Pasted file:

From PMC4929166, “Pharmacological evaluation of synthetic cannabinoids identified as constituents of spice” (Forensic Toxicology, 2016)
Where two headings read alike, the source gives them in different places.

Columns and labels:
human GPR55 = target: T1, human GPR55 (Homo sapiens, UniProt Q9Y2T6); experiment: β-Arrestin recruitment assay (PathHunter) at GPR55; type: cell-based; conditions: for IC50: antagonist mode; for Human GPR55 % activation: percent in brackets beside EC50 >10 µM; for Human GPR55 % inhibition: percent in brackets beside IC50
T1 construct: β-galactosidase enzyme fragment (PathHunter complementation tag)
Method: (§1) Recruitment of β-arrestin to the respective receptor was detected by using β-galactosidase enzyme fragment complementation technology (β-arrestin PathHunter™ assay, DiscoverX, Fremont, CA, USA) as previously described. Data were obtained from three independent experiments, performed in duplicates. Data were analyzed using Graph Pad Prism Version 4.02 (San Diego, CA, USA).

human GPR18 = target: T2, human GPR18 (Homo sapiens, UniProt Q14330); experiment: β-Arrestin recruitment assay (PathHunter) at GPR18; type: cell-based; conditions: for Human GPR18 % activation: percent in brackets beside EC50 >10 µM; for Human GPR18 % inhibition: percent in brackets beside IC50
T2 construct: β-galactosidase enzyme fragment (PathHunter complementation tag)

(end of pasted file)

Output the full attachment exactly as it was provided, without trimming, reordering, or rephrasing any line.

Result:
From PMC4929166, “Pharmacological evaluation of synthetic cannabinoids identified as constituents of spice” (Forensic Toxicology, 2016)
Where two headings read alike, the source gives them in different places.

Columns and labels:
human GPR55 = target: T1, human GPR55 (Homo sapiens, UniProt Q9Y2T6); experiment: β-Arrestin recruitment assay (PathHunter) at GPR55; type: cell-based; conditions: for IC50: antagonist mode; for Human GPR55 % activation: percent in brackets beside EC50 >10 µM; for Human GPR55 % inhibition: percent in brackets beside IC50
T1 construct: β-galactosidase enzyme fragment (PathHunter complementation tag)
Method: (§1) Recruitment of β-arrestin to the respective receptor was detected by using β-galactosidase enzyme fragment complementation technology (β-arrestin PathHunter™ assay, DiscoverX, Fremont, CA, USA) as previously described. Data were obtained from three independent experiments, performed in duplicates. Data were analyzed using Graph Pad Prism Version 4.02 (San Diego, CA, USA).

human GPR18 = target: T2, human GPR18 (Homo sapiens, UniProt Q14330); experiment: β-Arrestin recruitment assay (PathHunter) at GPR18; type: cell-based; conditions: for Human GPR18 % activation: percent in brackets beside EC50 >10 µM; for Human GPR18 % inhibition: percent in brackets beside IC50
T2 construct: β-galactosidase enzyme fragment (PathHunter complementation tag)